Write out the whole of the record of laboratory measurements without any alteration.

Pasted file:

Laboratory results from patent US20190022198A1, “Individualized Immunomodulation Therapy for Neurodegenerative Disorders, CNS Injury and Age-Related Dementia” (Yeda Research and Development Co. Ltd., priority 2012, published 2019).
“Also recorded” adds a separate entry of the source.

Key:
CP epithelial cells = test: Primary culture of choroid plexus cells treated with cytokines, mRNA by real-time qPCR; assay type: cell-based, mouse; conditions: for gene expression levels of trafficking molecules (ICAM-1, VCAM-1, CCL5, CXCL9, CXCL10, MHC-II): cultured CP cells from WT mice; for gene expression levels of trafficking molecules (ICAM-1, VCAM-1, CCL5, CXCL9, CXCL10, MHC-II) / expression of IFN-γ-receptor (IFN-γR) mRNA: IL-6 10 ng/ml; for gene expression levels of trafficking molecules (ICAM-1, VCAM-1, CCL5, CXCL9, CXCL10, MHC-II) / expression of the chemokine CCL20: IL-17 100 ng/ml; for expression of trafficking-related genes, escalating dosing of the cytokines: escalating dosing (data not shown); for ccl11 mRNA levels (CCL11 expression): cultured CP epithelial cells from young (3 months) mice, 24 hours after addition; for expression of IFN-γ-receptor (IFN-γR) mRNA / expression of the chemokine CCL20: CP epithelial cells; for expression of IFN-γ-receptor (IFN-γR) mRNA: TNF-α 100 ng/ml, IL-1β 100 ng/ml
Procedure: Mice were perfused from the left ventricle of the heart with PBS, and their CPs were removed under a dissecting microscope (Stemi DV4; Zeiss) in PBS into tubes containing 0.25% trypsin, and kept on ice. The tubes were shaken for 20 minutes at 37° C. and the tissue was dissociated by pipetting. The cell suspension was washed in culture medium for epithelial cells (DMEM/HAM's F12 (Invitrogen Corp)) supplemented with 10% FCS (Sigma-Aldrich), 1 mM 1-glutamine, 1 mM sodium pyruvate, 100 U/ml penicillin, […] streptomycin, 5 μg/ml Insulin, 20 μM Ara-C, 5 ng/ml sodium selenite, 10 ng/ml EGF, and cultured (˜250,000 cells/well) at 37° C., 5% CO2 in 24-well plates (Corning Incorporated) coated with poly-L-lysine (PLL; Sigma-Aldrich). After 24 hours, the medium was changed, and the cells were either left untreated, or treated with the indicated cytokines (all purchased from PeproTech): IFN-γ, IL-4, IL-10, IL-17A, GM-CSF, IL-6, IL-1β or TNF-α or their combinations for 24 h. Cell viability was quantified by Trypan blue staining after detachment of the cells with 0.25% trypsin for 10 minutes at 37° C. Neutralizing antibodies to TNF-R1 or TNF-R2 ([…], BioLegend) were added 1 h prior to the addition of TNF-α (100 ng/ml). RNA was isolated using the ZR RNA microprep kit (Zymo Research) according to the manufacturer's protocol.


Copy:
Laboratory results from patent US20190022198A1, “Individualized Immunomodulation Therapy for Neurodegenerative Disorders, CNS Injury and Age-Related Dementia” (Yeda Research and Development Co. Ltd., priority 2012, published 2019).
“Also recorded” adds a separate entry of the source.

Key:
CP epithelial cells = test: Primary culture of choroid plexus cells treated with cytokines, mRNA by real-time qPCR; assay type: cell-based, mouse; conditions: for gene expression levels of trafficking molecules (ICAM-1, VCAM-1, CCL5, CXCL9, CXCL10, MHC-II): cultured CP cells from WT mice; for gene expression levels of trafficking molecules (ICAM-1, VCAM-1, CCL5, CXCL9, CXCL10, MHC-II) / expression of IFN-γ-receptor (IFN-γR) mRNA: IL-6 10 ng/ml; for gene expression levels of trafficking molecules (ICAM-1, VCAM-1, CCL5, CXCL9, CXCL10, MHC-II) / expression of the chemokine CCL20: IL-17 100 ng/ml; for expression of trafficking-related genes, escalating dosing of the cytokines: escalating dosing (data not shown); for ccl11 mRNA levels (CCL11 expression): cultured CP epithelial cells from young (3 months) mice, 24 hours after addition; for expression of IFN-γ-receptor (IFN-γR) mRNA / expression of the chemokine CCL20: CP epithelial cells; for expression of IFN-γ-receptor (IFN-γR) mRNA: TNF-α 100 ng/ml, IL-1β 100 ng/ml
Procedure: Mice were perfused from the left ventricle of the heart with PBS, and their CPs were removed under a dissecting microscope (Stemi DV4; Zeiss) in PBS into tubes containing 0.25% trypsin, and kept on ice. The tubes were shaken for 20 minutes at 37° C. and the tissue was dissociated by pipetting. The cell suspension was washed in culture medium for epithelial cells (DMEM/HAM's F12 (Invitrogen Corp)) supplemented with 10% FCS (Sigma-Aldrich), 1 mM 1-glutamine, 1 mM sodium pyruvate, 100 U/ml penicillin, […] streptomycin, 5 μg/ml Insulin, 20 μM Ara-C, 5 ng/ml sodium selenite, 10 ng/ml EGF, and cultured (˜250,000 cells/well) at 37° C., 5% CO2 in 24-well plates (Corning Incorporated) coated with poly-L-lysine (PLL; Sigma-Aldrich). After 24 hours, the medium was changed, and the cells were either left untreated, or treated with the indicated cytokines (all purchased from PeproTech): IFN-γ, IL-4, IL-10, IL-17A, GM-CSF, IL-6, IL-1β or TNF-α or their combinations for 24 h. Cell viability was quantified by Trypan blue staining after detachment of the cells with 0.25% trypsin for 10 minutes at 37° C. Neutralizing antibodies to TNF-R1 or TNF-R2 ([…], BioLegend) were added 1 h prior to the addition of TNF-α (100 ng/ml). RNA was isolated using the ZR RNA microprep kit (Zymo Research) according to the manufacturer's protocol.